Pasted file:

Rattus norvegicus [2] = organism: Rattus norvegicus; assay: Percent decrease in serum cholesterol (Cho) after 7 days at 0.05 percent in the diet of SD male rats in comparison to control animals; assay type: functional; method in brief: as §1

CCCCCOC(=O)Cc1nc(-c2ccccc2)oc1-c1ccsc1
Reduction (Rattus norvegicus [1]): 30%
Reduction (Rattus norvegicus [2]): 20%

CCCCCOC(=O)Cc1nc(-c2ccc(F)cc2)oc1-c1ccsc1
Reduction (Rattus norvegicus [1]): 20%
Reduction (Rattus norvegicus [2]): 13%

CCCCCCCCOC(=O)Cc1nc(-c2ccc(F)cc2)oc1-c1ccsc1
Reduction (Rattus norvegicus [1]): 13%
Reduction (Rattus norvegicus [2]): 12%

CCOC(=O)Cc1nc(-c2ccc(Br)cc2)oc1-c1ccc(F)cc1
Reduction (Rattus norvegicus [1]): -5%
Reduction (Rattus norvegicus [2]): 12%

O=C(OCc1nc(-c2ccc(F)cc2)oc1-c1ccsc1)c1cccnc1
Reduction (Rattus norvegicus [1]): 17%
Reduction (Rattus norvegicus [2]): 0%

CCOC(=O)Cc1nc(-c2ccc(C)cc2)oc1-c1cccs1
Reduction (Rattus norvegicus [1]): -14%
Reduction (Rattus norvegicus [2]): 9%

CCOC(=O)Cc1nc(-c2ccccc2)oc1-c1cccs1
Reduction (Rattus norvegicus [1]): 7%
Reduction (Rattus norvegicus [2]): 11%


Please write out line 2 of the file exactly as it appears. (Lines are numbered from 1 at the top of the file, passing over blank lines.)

CCCCCOC(=O)Cc1nc(-c2ccccc2)oc1-c1ccsc1